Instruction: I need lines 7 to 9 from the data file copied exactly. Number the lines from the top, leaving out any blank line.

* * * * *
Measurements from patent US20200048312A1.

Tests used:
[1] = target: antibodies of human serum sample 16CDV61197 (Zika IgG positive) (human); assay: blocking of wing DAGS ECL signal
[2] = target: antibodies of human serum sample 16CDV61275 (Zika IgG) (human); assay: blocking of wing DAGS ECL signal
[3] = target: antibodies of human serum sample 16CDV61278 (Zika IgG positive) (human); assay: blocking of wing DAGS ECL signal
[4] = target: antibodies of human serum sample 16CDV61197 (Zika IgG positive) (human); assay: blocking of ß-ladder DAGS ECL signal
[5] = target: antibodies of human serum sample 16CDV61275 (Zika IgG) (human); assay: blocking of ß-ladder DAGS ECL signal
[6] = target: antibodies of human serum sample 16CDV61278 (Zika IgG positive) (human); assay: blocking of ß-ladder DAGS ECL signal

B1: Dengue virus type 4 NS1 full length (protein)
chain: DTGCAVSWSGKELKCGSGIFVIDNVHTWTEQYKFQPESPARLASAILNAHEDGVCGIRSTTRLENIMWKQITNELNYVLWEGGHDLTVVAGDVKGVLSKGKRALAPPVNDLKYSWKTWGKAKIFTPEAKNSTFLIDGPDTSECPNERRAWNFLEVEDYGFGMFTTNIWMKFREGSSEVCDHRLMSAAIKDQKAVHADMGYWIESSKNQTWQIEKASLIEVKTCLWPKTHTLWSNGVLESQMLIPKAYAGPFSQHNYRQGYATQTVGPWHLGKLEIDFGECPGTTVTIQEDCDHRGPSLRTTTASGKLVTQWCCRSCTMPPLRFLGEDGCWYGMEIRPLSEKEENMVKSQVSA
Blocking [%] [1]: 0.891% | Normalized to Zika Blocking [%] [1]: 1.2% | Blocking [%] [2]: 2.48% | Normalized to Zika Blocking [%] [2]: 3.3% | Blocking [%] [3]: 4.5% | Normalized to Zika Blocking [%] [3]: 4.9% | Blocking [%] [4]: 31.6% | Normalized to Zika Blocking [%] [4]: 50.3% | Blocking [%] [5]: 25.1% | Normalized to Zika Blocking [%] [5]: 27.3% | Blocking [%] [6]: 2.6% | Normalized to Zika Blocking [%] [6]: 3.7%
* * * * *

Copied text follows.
[5] = target: antibodies of human serum sample 16CDV61275 (Zika IgG) (human); assay: blocking of ß-ladder DAGS ECL signal
[6] = target: antibodies of human serum sample 16CDV61278 (Zika IgG positive) (human); assay: blocking of ß-ladder DAGS ECL signal

B1: Dengue virus type 4 NS1 full length (protein)